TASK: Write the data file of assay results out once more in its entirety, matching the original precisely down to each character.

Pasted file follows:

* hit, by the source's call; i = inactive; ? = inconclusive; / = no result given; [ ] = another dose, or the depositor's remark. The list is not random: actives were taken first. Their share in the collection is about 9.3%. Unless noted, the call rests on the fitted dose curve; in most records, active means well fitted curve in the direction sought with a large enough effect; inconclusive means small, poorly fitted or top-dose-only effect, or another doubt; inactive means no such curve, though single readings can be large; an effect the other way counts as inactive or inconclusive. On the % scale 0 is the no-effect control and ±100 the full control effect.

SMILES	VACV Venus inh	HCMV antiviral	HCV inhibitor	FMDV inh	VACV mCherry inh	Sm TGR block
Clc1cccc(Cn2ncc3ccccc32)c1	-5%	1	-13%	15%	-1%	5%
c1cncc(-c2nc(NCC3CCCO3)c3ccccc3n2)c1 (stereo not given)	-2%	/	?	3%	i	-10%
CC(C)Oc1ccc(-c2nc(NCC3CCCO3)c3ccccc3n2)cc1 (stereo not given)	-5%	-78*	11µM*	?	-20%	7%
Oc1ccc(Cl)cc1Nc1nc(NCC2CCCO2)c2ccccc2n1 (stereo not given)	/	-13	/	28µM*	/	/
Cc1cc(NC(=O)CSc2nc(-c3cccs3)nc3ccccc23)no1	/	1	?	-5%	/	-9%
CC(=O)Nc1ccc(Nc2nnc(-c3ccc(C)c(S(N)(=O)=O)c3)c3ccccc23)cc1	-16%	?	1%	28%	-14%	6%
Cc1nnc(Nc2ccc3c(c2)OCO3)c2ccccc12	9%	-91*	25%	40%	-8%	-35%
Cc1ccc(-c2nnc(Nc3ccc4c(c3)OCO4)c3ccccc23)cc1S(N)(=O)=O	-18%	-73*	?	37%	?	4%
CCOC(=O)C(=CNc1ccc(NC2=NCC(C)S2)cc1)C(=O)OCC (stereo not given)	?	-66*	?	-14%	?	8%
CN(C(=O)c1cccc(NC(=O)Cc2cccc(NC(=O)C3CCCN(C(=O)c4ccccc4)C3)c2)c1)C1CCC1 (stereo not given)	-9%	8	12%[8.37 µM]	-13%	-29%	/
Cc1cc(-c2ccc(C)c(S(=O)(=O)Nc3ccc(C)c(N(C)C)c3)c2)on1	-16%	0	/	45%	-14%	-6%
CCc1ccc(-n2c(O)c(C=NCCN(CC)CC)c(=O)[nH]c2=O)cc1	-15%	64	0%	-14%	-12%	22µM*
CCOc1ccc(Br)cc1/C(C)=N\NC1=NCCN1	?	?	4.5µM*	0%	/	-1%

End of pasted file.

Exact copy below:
* hit, by the source's call; i = inactive; ? = inconclusive; / = no result given; [ ] = another dose, or the depositor's remark. The list is not random: actives were taken first. Their share in the collection is about 9.3%. Unless noted, the call rests on the fitted dose curve; in most records, active means well fitted curve in the direction sought with a large enough effect; inconclusive means small, poorly fitted or top-dose-only effect, or another doubt; inactive means no such curve, though single readings can be large; an effect the other way counts as inactive or inconclusive. On the % scale 0 is the no-effect control and ±100 the full control effect.

SMILES	VACV Venus inh	HCMV antiviral	HCV inhibitor	FMDV inh	VACV mCherry inh	Sm TGR block
Clc1cccc(Cn2ncc3ccccc32)c1	-5%	1	-13%	15%	-1%	5%
c1cncc(-c2nc(NCC3CCCO3)c3ccccc3n2)c1 (stereo not given)	-2%	/	?	3%	i	-10%
CC(C)Oc1ccc(-c2nc(NCC3CCCO3)c3ccccc3n2)cc1 (stereo not given)	-5%	-78*	11µM*	?	-20%	7%
Oc1ccc(Cl)cc1Nc1nc(NCC2CCCO2)c2ccccc2n1 (stereo not given)	/	-13	/	28µM*	/	/
Cc1cc(NC(=O)CSc2nc(-c3cccs3)nc3ccccc23)no1	/	1	?	-5%	/	-9%
CC(=O)Nc1ccc(Nc2nnc(-c3ccc(C)c(S(N)(=O)=O)c3)c3ccccc23)cc1	-16%	?	1%	28%	-14%	6%
Cc1nnc(Nc2ccc3c(c2)OCO3)c2ccccc12	9%	-91*	25%	40%	-8%	-35%
Cc1ccc(-c2nnc(Nc3ccc4c(c3)OCO4)c3ccccc23)cc1S(N)(=O)=O	-18%	-73*	?	37%	?	4%
CCOC(=O)C(=CNc1ccc(NC2=NCC(C)S2)cc1)C(=O)OCC (stereo not given)	?	-66*	?	-14%	?	8%
CN(C(=O)c1cccc(NC(=O)Cc2cccc(NC(=O)C3CCCN(C(=O)c4ccccc4)C3)c2)c1)C1CCC1 (stereo not given)	-9%	8	12%[8.37 µM]	-13%	-29%	/
Cc1cc(-c2ccc(C)c(S(=O)(=O)Nc3ccc(C)c(N(C)C)c3)c2)on1	-16%	0	/	45%	-14%	-6%
CCc1ccc(-n2c(O)c(C=NCCN(CC)CC)c(=O)[nH]c2=O)cc1	-15%	64	0%	-14%	-12%	22µM*
CCOc1ccc(Br)cc1/C(C)=N\NC1=NCCN1	?	?	4.5µM*	0%	/	-1%